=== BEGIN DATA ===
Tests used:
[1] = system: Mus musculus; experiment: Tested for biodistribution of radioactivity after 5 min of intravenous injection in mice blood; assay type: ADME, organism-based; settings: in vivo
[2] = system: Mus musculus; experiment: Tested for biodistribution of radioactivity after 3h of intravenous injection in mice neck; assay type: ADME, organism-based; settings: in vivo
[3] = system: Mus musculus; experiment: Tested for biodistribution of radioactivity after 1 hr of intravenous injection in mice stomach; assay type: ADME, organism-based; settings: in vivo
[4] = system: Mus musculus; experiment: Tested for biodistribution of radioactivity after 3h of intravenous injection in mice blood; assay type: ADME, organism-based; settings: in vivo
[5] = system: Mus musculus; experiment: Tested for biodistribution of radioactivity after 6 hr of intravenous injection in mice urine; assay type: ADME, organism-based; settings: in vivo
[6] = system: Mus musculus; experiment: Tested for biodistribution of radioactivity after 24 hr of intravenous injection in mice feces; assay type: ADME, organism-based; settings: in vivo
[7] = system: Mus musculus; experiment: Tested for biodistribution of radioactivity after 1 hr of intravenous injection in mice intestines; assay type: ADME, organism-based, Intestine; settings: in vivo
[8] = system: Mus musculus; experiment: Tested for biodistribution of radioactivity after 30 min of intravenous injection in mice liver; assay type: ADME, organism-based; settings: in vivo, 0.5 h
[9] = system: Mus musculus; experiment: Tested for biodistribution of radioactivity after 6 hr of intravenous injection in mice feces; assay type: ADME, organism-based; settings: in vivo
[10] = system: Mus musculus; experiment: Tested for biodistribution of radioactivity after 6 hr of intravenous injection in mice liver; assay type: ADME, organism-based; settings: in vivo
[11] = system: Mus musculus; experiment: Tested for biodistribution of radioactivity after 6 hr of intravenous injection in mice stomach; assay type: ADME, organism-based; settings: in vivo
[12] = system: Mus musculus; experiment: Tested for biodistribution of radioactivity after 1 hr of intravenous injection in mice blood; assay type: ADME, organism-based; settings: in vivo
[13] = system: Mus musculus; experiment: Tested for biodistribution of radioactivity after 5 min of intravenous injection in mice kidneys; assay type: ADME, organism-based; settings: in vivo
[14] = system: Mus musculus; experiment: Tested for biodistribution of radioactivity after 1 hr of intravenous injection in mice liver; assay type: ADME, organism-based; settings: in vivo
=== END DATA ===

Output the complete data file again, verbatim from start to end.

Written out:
Tests used:
[1] = system: Mus musculus; experiment: Tested for biodistribution of radioactivity after 5 min of intravenous injection in mice blood; assay type: ADME, organism-based; settings: in vivo
[2] = system: Mus musculus; experiment: Tested for biodistribution of radioactivity after 3h of intravenous injection in mice neck; assay type: ADME, organism-based; settings: in vivo
[3] = system: Mus musculus; experiment: Tested for biodistribution of radioactivity after 1 hr of intravenous injection in mice stomach; assay type: ADME, organism-based; settings: in vivo
[4] = system: Mus musculus; experiment: Tested for biodistribution of radioactivity after 3h of intravenous injection in mice blood; assay type: ADME, organism-based; settings: in vivo
[5] = system: Mus musculus; experiment: Tested for biodistribution of radioactivity after 6 hr of intravenous injection in mice urine; assay type: ADME, organism-based; settings: in vivo
[6] = system: Mus musculus; experiment: Tested for biodistribution of radioactivity after 24 hr of intravenous injection in mice feces; assay type: ADME, organism-based; settings: in vivo
[7] = system: Mus musculus; experiment: Tested for biodistribution of radioactivity after 1 hr of intravenous injection in mice intestines; assay type: ADME, organism-based, Intestine; settings: in vivo
[8] = system: Mus musculus; experiment: Tested for biodistribution of radioactivity after 30 min of intravenous injection in mice liver; assay type: ADME, organism-based; settings: in vivo, 0.5 h
[9] = system: Mus musculus; experiment: Tested for biodistribution of radioactivity after 6 hr of intravenous injection in mice feces; assay type: ADME, organism-based; settings: in vivo
[10] = system: Mus musculus; experiment: Tested for biodistribution of radioactivity after 6 hr of intravenous injection in mice liver; assay type: ADME, organism-based; settings: in vivo
[11] = system: Mus musculus; experiment: Tested for biodistribution of radioactivity after 6 hr of intravenous injection in mice stomach; assay type: ADME, organism-based; settings: in vivo
[12] = system: Mus musculus; experiment: Tested for biodistribution of radioactivity after 1 hr of intravenous injection in mice blood; assay type: ADME, organism-based; settings: in vivo
[13] = system: Mus musculus; experiment: Tested for biodistribution of radioactivity after 5 min of intravenous injection in mice kidneys; assay type: ADME, organism-based; settings: in vivo
[14] = system: Mus musculus; experiment: Tested for biodistribution of radioactivity after 1 hr of intravenous injection in mice liver; assay type: ADME, organism-based; settings: in vivo